U.S. CONGRESS INVITES PUBPAT EXECUTIVE DIRECTOR TO TESTIFY ABOUT PATENT REFORM
"The interests of the non-patent holding public are almost always absent from any meaningful participation in decision making about the patent system, despite the fact that they bear the brunt of its burdens," Ravicher stated in written testimony submitted prior to the hearing. "Patent policy should be made with consideration of all of the public's interests, not just the specific interests of the PTO, patent holders, patent practitioners, and large commercial actors."
Patent reform has been a topic of extensive discussion in Washington recently, with the House and Senate having several hearings on the subject. A widely circulated proposed patent reform bill includes provisions reigning in undeserved injunctions, limiting the ability of patent applicants to file unlimited numbers of continuation applications, and creating a post-grant opposition procedure allowing the public to more efficiently verify the validity of issued patents. In his written testimony, Ravicher commented on each of these provisions and also raised several other areas in need of reform not addressed in the proposed bill.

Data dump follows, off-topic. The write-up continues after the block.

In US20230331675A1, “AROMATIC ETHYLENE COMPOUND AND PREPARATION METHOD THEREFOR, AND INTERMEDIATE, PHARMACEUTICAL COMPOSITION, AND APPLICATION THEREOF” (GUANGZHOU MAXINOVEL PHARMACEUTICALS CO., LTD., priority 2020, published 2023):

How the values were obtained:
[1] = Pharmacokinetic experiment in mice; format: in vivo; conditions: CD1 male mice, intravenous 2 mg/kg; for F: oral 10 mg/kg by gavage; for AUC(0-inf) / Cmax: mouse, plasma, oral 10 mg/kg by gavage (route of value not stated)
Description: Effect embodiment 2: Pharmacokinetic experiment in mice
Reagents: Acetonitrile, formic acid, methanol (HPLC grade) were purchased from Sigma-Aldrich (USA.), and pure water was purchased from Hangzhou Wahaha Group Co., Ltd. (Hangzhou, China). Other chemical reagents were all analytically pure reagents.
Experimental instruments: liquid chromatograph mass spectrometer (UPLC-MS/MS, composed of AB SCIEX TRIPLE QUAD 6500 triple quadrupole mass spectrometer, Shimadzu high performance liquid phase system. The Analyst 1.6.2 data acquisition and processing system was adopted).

More information about PUBPAT's testimony to Congress on patent reform, including a complete copy of Mr. Ravicher's written statement, can be found at PUBPAT in Congress.